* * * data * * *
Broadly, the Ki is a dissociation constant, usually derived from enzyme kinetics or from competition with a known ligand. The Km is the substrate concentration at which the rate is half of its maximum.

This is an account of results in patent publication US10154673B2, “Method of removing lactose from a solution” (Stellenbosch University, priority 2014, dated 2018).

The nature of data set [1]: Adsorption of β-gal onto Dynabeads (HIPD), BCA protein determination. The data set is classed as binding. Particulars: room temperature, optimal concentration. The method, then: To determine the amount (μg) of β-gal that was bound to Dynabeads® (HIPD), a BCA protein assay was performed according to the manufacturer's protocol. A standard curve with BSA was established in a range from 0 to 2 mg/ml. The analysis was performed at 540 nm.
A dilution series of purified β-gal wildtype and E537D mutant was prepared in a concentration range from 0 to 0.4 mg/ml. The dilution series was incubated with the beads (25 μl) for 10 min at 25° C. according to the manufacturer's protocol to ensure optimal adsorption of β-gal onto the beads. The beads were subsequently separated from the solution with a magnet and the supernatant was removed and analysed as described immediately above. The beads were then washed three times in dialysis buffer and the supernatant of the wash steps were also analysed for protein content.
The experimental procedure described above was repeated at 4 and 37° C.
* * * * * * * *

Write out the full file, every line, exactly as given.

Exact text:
Broadly, the Ki is a dissociation constant, usually derived from enzyme kinetics or from competition with a known ligand. The Km is the substrate concentration at which the rate is half of its maximum.

This is an account of results in patent publication US10154673B2, “Method of removing lactose from a solution” (Stellenbosch University, priority 2014, dated 2018).

The nature of data set [1]: Adsorption of β-gal onto Dynabeads (HIPD), BCA protein determination. The data set is classed as binding. Particulars: room temperature, optimal concentration. The method, then: To determine the amount (μg) of β-gal that was bound to Dynabeads® (HIPD), a BCA protein assay was performed according to the manufacturer's protocol. A standard curve with BSA was established in a range from 0 to 2 mg/ml. The analysis was performed at 540 nm.
A dilution series of purified β-gal wildtype and E537D mutant was prepared in a concentration range from 0 to 0.4 mg/ml. The dilution series was incubated with the beads (25 μl) for 10 min at 25° C. according to the manufacturer's protocol to ensure optimal adsorption of β-gal onto the beads. The beads were subsequently separated from the solution with a magnet and the supernatant was removed and analysed as described immediately above. The beads were then washed three times in dialysis buffer and the supernatant of the wash steps were also analysed for protein content.
The experimental procedure described above was repeated at 4 and 37° C.